The war changed Tolkien. It injected loss and sadness and pain into his writing. It made his descriptions more poignant, more real. Mordor could not have existed had Tolkien not experienced it firsthand on the Somme. But the war taught him to value positive things as well, such as pity, heroism, loyalty, and the meaning of friendship—themes which run throughout all of his works. "May God bless you, my dear John Ronald," Rob Gilson had written Tolkien from the trenches shortly before he was killed, "and may you say the things I have tried to say long after I am not there to say them." Tolkien said them, and through his memories and through his words he paid homage to his little group of dreamy, ambitious friends who had gone off to fight in the Great War of their times. And his books have enriched all of our lives.

Source:  Relevance, Fall 2009

3 comments:

  1. Bravo. I liked the article in 2009 and I find it just as insightful now. Perhaps I can add a note: Tolkien also gave his merry band of hobbits, wizards, and men a purpose for their endeavours. Veterans, no matter what war, like to know that there was a purpose in the blood shed. To read Tolkien's books is to relive battle and know that the death of a hero was an means to an end. His characters may continue to live because he did not want them to die but those characters can smoke a pipe and remember at the fire side with an unconfused pride.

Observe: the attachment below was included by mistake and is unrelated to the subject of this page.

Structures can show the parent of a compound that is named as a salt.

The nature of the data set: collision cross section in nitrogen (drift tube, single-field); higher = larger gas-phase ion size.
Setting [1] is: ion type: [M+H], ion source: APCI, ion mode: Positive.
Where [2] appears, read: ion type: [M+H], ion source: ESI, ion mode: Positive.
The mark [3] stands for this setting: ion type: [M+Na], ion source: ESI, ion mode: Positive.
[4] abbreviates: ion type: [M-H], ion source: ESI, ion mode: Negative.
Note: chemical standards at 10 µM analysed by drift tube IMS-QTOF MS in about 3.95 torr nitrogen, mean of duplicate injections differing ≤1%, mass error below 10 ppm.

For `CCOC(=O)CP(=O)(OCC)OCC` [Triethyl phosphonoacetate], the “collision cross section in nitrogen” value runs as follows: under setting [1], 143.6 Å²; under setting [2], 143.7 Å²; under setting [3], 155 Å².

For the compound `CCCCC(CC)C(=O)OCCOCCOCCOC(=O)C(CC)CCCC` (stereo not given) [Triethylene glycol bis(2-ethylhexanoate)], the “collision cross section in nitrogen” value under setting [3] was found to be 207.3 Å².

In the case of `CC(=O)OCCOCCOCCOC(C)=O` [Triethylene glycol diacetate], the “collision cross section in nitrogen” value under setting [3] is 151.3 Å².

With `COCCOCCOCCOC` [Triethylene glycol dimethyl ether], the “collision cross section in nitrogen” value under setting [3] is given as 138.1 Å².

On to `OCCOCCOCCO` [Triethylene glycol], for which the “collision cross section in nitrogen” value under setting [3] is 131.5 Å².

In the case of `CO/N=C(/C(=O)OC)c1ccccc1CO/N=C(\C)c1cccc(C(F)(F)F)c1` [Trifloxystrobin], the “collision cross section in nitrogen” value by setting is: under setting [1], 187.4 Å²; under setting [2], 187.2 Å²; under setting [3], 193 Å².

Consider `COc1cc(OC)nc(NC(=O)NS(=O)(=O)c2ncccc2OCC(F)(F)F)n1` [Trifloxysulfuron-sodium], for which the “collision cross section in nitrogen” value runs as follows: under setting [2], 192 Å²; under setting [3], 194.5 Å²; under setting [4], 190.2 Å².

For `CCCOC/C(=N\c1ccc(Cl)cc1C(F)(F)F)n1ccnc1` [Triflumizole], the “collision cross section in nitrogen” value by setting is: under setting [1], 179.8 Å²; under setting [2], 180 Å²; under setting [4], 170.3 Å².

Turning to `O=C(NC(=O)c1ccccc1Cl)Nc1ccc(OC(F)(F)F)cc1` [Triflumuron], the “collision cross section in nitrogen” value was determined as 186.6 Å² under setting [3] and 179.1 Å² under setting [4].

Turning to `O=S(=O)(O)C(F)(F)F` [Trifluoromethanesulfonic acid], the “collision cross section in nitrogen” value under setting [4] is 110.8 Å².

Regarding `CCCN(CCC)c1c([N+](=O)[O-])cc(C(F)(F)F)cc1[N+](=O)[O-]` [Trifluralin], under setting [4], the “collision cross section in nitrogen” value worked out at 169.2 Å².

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  2. In The Lord of the Rings Tolkien described "The Dead Marshes." Frodo says- "In the pools when the candles were lit. They lie in all the pools, pale faces, deep deep under the dark water. I saw them: grim faces and evil, and noble faces and sad. Many faces proud and fair, and weeds in their silver hair. But all foul, all rotting, all dead."

    The Letters of J.R.R. Tolkien, Tolkien speculated that the description of the Dead Marshes may have been based on his personal experience in World War I, specifically, the Battle of the Somme."When it rained, blast craters in no-man's land would become a series of pools or lakes with bodies of dead soldiers, from both sides, floating in them."

    This link to an illustration by Paul Monteagle is recommended:

    http://tolkiengateway.net/w/images/e/e9/Paul_Monteagle_-_The_Dead_Marshes.jpg

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  3. Interesting article. And Tolkien was not the only WWI veteran and writer of his age famous for romantic epics. C. S. Lewis said his whole generation would recognize WWI in Tolkien's descriptions of battle. Lewis' books showed battle as life-changing, but not necessarily for the worse. Interesting that 100 years later, the WWI generation is remembered for sarcastic irony or tragic compassion, yet Tolkien and Lewis were from that generation and their writing (thanks partly to Hollywood) is far better known now than the "war literature."